COLLEGE STATION — When rural, overgrown land north of Houston was purchased in the late 1950s for a golf course, many a saw blade got dull making the place look “civilized.”
“Now we know we’re in the city, and we’ve gone 180 degrees — we are trying to make the place be more like it was in the natural setting,” said Charles Joachim, superintendent at Champions Country Club which now is surrounded by urban sprawl. “It’s the right thing to do.”
But how to take golf courses from the manicured, pesticide-laden image of a few decades ago towards well-managed, pristine courses that permit quality play among wildlife and natural plant settings is the stroke many current course superintendents are after.
More than 70 golf courses in Texas, such as Champions, are pursuing certification as wildlife sanctuaries under a program by the Audubon Society of New York State, an independent, non-profit organization, and the United States Golf Association. Lake Side Country Club in Houston is the first fully certified course in Texas, according to Audubon ecologist Marla Briggs.
Some 2,000 golf courses in the United States and Canada have paid a $100 membership fee with intent to pursue the program, and 95 have completed the strenuous, six-part program since its inception in 1991, she said.
But a unique boost to the effort in Texas, where long sunny days have sparked a passion for golf played on some 900 courses, comes from Texas A&M University. For several golf courses, turfgrass students have teamed with turfgrass researcher Dr. Richard White to provide the first step toward certification. The group offers to conduct initial resource assessment surveys documenting the wildlife and plant species that already exist on the course.
“Texas A&M’s turf students have been tops with this effort,” Briggs said. “We’ve talked to some other universities about doing this, but Texas A&M has been the leader so far.”
White said working with golf courses — where most turf majors hope to land jobs after graduation — is an excellent teaching tool.
“The students know this is important for the environment,” White said. “They see the golf course as a whole — not just the turf — and start thinking about ways to make it better. They get to begin applying principles they are learning in class.”
Briggs said the wildlife sanctuary certification program begins with the resource inventory. From that, the Audubon Society of New York writes a report on environmental planning specific to the particular golf course. Next a workbook is provided to the golf course, with five segments: water quality management, water conservation, integrated pest management, wildlife and habitat management, and outreach and education. Full certification may take one to three years depending on the environmental condition of the golf course when it begins, she said.
“A golf course can do all five at once or one or two at a time,” Briggs said. “When they finish the workbook, we review and, if all is satisfactory, accept it for full certification.”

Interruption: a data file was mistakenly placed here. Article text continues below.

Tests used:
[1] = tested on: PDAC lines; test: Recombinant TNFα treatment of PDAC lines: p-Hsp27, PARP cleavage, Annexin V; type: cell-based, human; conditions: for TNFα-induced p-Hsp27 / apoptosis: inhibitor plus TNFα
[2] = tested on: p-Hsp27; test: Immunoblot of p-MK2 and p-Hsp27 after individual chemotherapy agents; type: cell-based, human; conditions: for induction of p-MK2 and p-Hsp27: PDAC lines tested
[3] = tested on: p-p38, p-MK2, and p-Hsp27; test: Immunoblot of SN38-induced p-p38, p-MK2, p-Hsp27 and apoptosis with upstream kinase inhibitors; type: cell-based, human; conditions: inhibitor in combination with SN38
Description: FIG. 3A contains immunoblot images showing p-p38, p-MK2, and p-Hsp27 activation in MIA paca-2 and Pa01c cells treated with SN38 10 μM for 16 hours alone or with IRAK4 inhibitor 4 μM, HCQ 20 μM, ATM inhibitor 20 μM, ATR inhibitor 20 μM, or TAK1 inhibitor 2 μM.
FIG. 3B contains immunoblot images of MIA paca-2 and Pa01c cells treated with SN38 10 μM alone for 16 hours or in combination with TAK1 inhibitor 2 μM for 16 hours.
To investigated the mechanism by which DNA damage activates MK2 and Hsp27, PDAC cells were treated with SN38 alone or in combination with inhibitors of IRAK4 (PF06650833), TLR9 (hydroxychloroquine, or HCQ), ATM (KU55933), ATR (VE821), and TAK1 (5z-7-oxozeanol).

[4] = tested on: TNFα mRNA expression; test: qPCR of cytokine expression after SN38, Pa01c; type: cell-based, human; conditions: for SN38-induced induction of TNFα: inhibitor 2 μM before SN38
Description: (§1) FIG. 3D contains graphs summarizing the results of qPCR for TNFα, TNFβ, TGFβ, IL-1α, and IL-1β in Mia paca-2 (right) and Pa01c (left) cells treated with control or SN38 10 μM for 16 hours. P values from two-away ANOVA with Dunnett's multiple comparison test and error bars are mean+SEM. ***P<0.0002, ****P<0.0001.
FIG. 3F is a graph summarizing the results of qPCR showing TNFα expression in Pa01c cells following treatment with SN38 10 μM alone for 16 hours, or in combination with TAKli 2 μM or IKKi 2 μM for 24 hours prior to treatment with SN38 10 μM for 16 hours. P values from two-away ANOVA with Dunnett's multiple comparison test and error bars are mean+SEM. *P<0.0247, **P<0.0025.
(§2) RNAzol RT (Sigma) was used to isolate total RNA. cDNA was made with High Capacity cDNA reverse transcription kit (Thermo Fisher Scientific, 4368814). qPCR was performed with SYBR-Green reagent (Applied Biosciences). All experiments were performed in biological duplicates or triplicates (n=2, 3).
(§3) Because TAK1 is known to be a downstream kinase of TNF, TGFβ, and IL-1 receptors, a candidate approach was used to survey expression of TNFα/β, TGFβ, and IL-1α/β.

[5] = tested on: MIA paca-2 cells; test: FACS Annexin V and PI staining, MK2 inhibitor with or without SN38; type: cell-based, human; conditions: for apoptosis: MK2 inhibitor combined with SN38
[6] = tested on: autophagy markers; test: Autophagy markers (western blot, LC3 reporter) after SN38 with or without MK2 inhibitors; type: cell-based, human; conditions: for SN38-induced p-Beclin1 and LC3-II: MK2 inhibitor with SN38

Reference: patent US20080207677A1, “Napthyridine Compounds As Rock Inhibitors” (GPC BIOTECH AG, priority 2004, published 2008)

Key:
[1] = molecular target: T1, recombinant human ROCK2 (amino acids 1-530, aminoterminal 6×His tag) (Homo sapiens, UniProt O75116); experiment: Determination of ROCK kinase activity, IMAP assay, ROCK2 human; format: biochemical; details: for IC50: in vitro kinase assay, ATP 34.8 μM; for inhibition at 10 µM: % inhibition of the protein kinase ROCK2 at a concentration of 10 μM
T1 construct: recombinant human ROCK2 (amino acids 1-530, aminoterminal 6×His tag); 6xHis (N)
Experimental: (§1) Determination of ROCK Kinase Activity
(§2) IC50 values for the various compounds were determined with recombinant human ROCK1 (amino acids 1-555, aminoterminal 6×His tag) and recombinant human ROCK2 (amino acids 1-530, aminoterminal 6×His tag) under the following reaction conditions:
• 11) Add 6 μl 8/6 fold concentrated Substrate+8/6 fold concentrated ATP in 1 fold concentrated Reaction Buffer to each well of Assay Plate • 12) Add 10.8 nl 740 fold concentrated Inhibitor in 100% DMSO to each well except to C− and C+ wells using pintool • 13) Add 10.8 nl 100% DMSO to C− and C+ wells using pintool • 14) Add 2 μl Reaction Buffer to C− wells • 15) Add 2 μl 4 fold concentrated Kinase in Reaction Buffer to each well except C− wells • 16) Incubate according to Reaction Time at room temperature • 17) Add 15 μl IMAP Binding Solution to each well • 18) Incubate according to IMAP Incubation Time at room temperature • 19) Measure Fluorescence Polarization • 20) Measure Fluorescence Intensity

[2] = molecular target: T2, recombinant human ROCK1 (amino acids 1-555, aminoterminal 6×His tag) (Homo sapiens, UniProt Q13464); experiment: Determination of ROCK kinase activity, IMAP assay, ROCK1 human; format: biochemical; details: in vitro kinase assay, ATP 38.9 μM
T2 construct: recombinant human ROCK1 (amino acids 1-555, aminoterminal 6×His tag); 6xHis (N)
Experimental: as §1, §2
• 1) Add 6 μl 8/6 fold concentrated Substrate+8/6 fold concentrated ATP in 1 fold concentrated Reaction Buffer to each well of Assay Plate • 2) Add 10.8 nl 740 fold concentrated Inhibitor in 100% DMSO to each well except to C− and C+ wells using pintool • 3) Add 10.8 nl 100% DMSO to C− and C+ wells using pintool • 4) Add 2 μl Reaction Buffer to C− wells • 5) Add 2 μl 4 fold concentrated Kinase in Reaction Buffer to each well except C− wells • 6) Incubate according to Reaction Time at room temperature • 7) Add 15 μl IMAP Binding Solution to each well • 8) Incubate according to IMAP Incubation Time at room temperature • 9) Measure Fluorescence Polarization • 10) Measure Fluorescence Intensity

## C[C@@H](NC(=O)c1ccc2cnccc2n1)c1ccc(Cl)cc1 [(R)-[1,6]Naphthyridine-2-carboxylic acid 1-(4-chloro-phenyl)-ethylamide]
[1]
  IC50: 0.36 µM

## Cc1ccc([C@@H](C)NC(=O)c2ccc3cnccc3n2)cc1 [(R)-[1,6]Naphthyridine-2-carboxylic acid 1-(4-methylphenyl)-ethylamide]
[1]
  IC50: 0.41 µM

The Texas A&M students begin the process by dividing into teams for photography, property/adjoining land use, plant inventory, wildlife inventory and superintendent information. White said that by working in teams — each with a leader and several members — the group can complete the resource assessment in a day.
“We put at least 100 man-hours in during one day,” White said. That’s something a golf course superintendent would find it difficult to do given time commitments.
“I gave the students some pointers on where to find wildlife and native plants, but I would not have had time to do it myself,” Joachim said.
Beginning the wildlife sanctuary certification program at Bent Tree Country Club in Dallas was one of Keith Ihms’ first actions as golf course superintendent. Having the students available to do the initial resource inventory allowed Ihms to concentrate on other duties in his new position without neglecting the important first step toward certification.
“Some people have the impression that we (at golf courses) spray with a lot of pesticides and waste water,” Ihms said. “But we are doing what we can to change that.”
Ihms said Bent Tree plans to use the resource inventory completed by the Texas A&M students to help educate and inform their members and surrounding community about the wildlife that lives there. And, he has plans to have a local private school build nesting boxes for various species of birds that frequent the golf course.
White pointed out that an open door policy for increased wildlife populations can have drawbacks — bird droppings, divots in the turf from large mammals, or putting natural habitats in the wrong places causing golfers to lose more balls or slowing play, to name a few.
Ihms agreed. But he said Bent Tree has an environmental solution for much of that — the course contracts with a humane trapper to remove problem animals and relocate them on neighboring ranches, for example. The trapper also recently rescued and sent to a rehab facility some baby beavers that were homeless due to the heavy rains.
White said it is that kind of example the students realize as a result from working on the resource assessments.
“The exposure is great. This project has increased the students’ awareness of environmental concerns and is something that they will carry with them through their careers,” White noted.